Without a doubt, there are still many Malays and Sabah and Sarawak bumiputeras still in the lower income category like the rest of Malaysians, but in the last 60 years, a strong middle class, upper middle class, and super rich Malay society has been established firmly.
Thousands of Malay students were sent overseas for studies, returning to occupy top posts in the country, both in government-linked companies as well as in the civil service.
The economic status of the bumiputeras who have been enriched over the years is easily seen at some upmarket shopping centres, where the crowd is mostly Malays with high spending power. Sometimes this is even reflected by the lines of luxury cars parked on the roads next to mosques during Friday prayers.
While bumiputera and non-bumiputera government servants’ perks include housing loans and car loans at competitive rates, government quarters, and regular salaries, the general bumiputera also enjoys special discounts on house prices, while their children are in the lead for scholarships, exclusive residential schools, quotas in public universities and so on.
Perhaps this is what DAP secretary-general Lim Guan Eng had in mind when he alluded to misinformation in the 12th Malaysia Plan trying to explain a disparity in income between Malay and Chinese households.
Unlike what had been said by the prime minister that the inequality between the two groups is widening, Lim said bumiputera income had actually grown significantly faster in recent years.
“The median Chinese household income in 1989 was RM1,180 while it was RM680 for the bumiputeras, a difference of RM500.
“In 2019, the corresponding figures were RM7,400 for Chinese households and RM5,400 for bumiputera households, the difference being RM2,000.
“While the absolute difference had increased four times, bumiputera household income had actually grown significantly faster,” Lim said.
Almost all housing estates in the city have a bumiputera quota. These units cannot be resold to non-bumiputeras. Then there are housing estates in some states where the residents are exclusively Malays. These do not include public housing quarters occupied by government servants until they retire with a pension.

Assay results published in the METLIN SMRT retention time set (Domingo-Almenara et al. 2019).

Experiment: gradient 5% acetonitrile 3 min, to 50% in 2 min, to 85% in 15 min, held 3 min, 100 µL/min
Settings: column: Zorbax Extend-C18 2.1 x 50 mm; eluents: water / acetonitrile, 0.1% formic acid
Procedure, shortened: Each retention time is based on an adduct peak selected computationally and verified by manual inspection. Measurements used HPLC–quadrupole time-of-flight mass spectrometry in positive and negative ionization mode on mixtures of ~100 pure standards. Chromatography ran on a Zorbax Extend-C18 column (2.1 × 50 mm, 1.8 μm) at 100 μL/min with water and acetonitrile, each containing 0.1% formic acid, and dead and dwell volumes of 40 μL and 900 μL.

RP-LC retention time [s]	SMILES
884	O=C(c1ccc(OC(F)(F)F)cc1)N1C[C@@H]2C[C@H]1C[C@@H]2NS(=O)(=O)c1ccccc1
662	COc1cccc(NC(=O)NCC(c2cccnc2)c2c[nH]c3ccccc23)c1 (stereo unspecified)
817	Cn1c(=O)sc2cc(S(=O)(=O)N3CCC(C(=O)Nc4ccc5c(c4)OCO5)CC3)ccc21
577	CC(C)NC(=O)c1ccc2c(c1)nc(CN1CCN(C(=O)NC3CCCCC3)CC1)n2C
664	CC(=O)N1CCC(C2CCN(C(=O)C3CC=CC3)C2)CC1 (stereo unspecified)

There is also Malay reserve land, housing schemes only for bumiputeras, and the list goes on.
There’s absolutely nothing wrong in the progress made by the community in the last 60 years. But it opens up the question – what more? Sixty years of economic plans gone wrong? What exactly went wrong and where have all the billions allocated for the well-being of Malay bumiputeras gone? Only a minority of them seem to have gained economically and this disparity between the rich bumiputeras and poor bumiputeras is so much higher than that between a bumiputera and a non-bumiputera.
Malay corporate society and government-linked companies
The Federal Land Development Authority (Felda) was established in 1956 to handle the resettlement of rural Malay poor into newly developed areas to develop smallholder farms growing cash crops. It has grown into an international corporation with its beneficiaries being bumiputeras.
Perbadanan Nasional Bhd (Pernas) was established in November 1969 as a wholly owned government company to carry out the resolutions at the Second Bumiputera Economic Congress. Among the major shareholders were Malaysia’s Ministry of Finance, Bank Negara Malaysia and Bank Bumiputera Malaysia Berhad.